CIBC (TSX:CM)(NYSE:CM) has a tendency to get caught with its pants down when crises hit. Shares of CIBC struggled to regain ground following the Great Financial Crisis, as they did just under two years before the Dot-Com Bust. Heck, CIBC stock is currently trading close to levels it was before the 2007-08 market crash, meaning you’d only have the dividends to show for your investment if you’d bought at those 2007 peak levels.
With a track record of trailing its peers in rebounds, CIBC stock has traded at a lofty discount to its peer group ever since the Great Recession. That is, until now, with shares currently at 11.7 times trailing earnings, which puts the number five Big Six bank in the middle of the pack as far as valuations are concerned.
Remarkably, CIBC didn’t take the biggest hit to the chin this time around. Although shares of CIBC tumbled violently alongside its peer group back in February and March, the stock has been quite quick to recover, now just 9% off its pre-pandemic February highs at $100 and change. The massive dividend yield has compressed down to 5.8%. And to the surprise of many, CIBC is no longer that inferior number five bank that’s uninvestable due to its excessive exposure to domestic mortgages and its track record of taking a brunt of the damage in market crashes.
In a prior piece dated January 31, 2019, I’d noted that CIBC was no longer worthy of its hefty discount to the peer group given how much the bank had changed for the better since the depths of the Great Financial Crisis.
CIBC: A premium bank that’s proved itself?
“Sure, CIBC will still get smacked hard come the next recession, but don’t expect a repeat of 2007-08 because the bank is way more robust than it was back in the mid-2000s.” I wrote. “When you look at how banks have improved themselves over the last decade, I think CIBC ought to be at or near the top of the list. Moving forward, I expect [CIBC CEO Victor] Dodig and company to create substantial value for shareholders, and that’s with or without recessions thrown into the mix.”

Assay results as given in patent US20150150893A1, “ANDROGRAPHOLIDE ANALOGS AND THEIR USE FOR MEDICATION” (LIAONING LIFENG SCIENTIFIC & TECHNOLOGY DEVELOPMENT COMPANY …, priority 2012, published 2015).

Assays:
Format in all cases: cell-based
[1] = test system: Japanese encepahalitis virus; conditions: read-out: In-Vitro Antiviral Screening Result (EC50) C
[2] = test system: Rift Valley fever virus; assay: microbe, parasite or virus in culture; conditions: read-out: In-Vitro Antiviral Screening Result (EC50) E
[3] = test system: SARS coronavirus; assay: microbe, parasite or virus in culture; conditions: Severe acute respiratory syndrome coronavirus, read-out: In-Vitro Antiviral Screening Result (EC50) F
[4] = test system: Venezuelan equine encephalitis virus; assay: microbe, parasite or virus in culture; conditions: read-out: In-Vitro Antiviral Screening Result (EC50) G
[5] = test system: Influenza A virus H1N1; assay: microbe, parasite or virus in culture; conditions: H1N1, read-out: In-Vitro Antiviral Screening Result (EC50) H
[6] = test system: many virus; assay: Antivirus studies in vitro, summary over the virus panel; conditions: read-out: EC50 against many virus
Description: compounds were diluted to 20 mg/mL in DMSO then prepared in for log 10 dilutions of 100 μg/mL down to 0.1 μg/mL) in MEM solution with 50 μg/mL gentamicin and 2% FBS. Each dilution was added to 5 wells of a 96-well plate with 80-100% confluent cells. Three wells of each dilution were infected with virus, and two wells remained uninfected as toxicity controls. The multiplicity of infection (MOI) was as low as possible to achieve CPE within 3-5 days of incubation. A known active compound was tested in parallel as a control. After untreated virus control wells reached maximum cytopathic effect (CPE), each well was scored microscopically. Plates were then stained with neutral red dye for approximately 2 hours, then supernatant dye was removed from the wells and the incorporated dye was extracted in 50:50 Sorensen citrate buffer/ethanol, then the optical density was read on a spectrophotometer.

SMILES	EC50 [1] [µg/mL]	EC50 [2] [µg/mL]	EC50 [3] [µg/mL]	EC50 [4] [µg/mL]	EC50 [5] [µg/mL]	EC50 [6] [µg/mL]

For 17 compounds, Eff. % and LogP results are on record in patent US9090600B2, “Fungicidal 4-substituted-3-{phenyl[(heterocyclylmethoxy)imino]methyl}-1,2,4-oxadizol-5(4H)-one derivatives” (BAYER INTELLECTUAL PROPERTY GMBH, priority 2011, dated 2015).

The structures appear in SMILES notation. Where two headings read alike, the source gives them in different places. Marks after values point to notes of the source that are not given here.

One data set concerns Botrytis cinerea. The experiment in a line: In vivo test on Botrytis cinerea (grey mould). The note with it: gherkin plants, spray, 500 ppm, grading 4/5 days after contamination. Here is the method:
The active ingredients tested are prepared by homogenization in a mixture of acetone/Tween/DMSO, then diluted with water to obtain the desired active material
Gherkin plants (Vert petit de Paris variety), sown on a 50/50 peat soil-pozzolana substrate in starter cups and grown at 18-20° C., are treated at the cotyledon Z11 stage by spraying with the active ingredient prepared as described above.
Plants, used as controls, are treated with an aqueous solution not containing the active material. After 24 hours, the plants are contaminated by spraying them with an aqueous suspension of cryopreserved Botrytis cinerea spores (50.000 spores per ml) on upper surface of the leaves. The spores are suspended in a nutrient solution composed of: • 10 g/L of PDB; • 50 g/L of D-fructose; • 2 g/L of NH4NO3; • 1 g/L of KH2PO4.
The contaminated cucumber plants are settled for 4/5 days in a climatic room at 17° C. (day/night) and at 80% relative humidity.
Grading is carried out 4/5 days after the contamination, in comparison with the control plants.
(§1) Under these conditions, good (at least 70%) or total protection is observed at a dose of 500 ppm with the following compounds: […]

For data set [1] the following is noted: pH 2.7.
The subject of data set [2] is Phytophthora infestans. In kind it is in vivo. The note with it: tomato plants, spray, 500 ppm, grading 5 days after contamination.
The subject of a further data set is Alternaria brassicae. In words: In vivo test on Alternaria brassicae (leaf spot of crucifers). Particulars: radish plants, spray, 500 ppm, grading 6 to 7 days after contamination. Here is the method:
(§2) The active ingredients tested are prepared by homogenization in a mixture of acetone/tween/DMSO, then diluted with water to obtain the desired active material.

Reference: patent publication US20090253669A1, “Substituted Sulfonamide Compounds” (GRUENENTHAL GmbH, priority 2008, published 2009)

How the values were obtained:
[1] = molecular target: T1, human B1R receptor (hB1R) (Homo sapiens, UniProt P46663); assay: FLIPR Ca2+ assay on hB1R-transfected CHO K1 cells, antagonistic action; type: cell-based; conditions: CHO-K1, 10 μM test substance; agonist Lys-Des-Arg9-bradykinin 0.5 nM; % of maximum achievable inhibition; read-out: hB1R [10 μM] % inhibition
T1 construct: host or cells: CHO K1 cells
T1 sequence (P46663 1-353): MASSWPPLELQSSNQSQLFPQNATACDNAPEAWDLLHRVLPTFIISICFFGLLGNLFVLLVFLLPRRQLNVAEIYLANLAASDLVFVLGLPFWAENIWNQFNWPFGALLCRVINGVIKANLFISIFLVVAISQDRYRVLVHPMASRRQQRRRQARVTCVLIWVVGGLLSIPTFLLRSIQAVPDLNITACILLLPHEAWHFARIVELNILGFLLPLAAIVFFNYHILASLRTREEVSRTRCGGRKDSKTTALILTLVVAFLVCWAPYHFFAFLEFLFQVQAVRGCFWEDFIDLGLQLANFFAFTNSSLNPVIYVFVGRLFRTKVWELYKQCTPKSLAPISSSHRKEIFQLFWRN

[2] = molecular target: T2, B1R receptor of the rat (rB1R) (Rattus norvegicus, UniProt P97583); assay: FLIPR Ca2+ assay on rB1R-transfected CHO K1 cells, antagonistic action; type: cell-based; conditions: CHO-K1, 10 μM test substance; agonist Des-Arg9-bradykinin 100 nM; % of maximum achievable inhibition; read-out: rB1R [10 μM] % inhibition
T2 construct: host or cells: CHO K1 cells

Indeed, it’s more apparent now that CIBC isn’t just an irrecoverable implosion just waiting to happen, and the valuation, I believe, now more than reflects that. Management is doing an impeccable job of navigating this crisis, with solid third-quarter results that saw its common equity tier one ratio improve modestly by 0.5% to 11.8% quarter over quarter. CIBC’s exposure to COVID-hit industries (such as oil and gas) is less pronounced than its peers, and it seems as though CIBC is, potentially for the first time in decades, viewed as a more premier Canadian bank.
While CIBC’s recent outperformance may have come as a surprise to many, I’m not at all surprised by the bank’s resilience, given the managers are far better risk mitigators today than they were over 13 years ago. Sure, CIBC may have dodged several bullets, with less O&G and international exposure versus its Big Six peers, but the fortunate bank is back in the spotlight with investors.
Should you buy the stock and its 5.8%-yielding dividend after its big run off those March lows?
I don’t think so. CIBC may be a better bank all around, but the valuation, I believe, is now a tad on the frothy side. Is CIBC a premium bank worthy of a premium price tag? Probably not. In a way, CIBC was lucky to have not had the loan mix as some of its harder-hit peers. I’d say CIBC still deserves to trade at a wide discount relative to the likes of a TD Bank. As such, I’d encourage investors to take a raincheck on CIBC, as there are far better opportunities in the space right now, including TD.
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Fool contributor Joey Frenette has no position in any of the stocks mentioned.